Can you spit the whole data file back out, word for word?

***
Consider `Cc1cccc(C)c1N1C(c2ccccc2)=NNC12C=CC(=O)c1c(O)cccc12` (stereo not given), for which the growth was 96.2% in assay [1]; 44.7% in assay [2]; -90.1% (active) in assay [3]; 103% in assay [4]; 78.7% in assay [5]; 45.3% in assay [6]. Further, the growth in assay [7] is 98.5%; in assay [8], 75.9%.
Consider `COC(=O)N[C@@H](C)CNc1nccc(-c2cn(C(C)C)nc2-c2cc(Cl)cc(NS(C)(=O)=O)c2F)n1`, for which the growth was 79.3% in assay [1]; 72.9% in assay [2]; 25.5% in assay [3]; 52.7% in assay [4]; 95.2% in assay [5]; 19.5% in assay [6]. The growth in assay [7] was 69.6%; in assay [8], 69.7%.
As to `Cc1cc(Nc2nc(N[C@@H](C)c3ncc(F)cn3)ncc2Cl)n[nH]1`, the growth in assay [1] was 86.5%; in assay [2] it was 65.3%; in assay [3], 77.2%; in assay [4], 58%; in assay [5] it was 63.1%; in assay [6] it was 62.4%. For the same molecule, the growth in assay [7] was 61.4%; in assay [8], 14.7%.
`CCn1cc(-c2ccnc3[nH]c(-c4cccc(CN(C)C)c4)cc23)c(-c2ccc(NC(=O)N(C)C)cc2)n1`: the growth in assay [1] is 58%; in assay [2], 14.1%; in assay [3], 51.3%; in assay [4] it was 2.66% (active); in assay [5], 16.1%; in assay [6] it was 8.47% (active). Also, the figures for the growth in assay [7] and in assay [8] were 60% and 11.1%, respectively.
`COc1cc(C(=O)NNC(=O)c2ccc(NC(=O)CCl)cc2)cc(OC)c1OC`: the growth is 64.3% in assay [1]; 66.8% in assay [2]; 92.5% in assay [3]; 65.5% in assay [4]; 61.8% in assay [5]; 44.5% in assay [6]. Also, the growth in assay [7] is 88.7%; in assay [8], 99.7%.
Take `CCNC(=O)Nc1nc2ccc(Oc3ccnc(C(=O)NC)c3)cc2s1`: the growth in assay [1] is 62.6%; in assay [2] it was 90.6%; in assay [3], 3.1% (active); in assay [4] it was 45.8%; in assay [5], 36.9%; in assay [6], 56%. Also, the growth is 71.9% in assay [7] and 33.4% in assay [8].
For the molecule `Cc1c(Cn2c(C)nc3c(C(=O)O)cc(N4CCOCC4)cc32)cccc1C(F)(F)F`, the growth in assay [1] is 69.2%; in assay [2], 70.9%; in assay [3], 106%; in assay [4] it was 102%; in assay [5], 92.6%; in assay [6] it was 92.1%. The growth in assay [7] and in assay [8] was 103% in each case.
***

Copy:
Consider `Cc1cccc(C)c1N1C(c2ccccc2)=NNC12C=CC(=O)c1c(O)cccc12` (stereo not given), for which the growth was 96.2% in assay [1]; 44.7% in assay [2]; -90.1% (active) in assay [3]; 103% in assay [4]; 78.7% in assay [5]; 45.3% in assay [6]. Further, the growth in assay [7] is 98.5%; in assay [8], 75.9%.
Consider `COC(=O)N[C@@H](C)CNc1nccc(-c2cn(C(C)C)nc2-c2cc(Cl)cc(NS(C)(=O)=O)c2F)n1`, for which the growth was 79.3% in assay [1]; 72.9% in assay [2]; 25.5% in assay [3]; 52.7% in assay [4]; 95.2% in assay [5]; 19.5% in assay [6]. The growth in assay [7] was 69.6%; in assay [8], 69.7%.
As to `Cc1cc(Nc2nc(N[C@@H](C)c3ncc(F)cn3)ncc2Cl)n[nH]1`, the growth in assay [1] was 86.5%; in assay [2] it was 65.3%; in assay [3], 77.2%; in assay [4], 58%; in assay [5] it was 63.1%; in assay [6] it was 62.4%. For the same molecule, the growth in assay [7] was 61.4%; in assay [8], 14.7%.
`CCn1cc(-c2ccnc3[nH]c(-c4cccc(CN(C)C)c4)cc23)c(-c2ccc(NC(=O)N(C)C)cc2)n1`: the growth in assay [1] is 58%; in assay [2], 14.1%; in assay [3], 51.3%; in assay [4] it was 2.66% (active); in assay [5], 16.1%; in assay [6] it was 8.47% (active). Also, the figures for the growth in assay [7] and in assay [8] were 60% and 11.1%, respectively.
`COc1cc(C(=O)NNC(=O)c2ccc(NC(=O)CCl)cc2)cc(OC)c1OC`: the growth is 64.3% in assay [1]; 66.8% in assay [2]; 92.5% in assay [3]; 65.5% in assay [4]; 61.8% in assay [5]; 44.5% in assay [6]. Also, the growth in assay [7] is 88.7%; in assay [8], 99.7%.
Take `CCNC(=O)Nc1nc2ccc(Oc3ccnc(C(=O)NC)c3)cc2s1`: the growth in assay [1] is 62.6%; in assay [2] it was 90.6%; in assay [3], 3.1% (active); in assay [4] it was 45.8%; in assay [5], 36.9%; in assay [6], 56%. Also, the growth is 71.9% in assay [7] and 33.4% in assay [8].
For the molecule `Cc1c(Cn2c(C)nc3c(C(=O)O)cc(N4CCOCC4)cc32)cccc1C(F)(F)F`, the growth in assay [1] is 69.2%; in assay [2], 70.9%; in assay [3], 106%; in assay [4] it was 102%; in assay [5], 92.6%; in assay [6] it was 92.1%. The growth in assay [7] and in assay [8] was 103% in each case.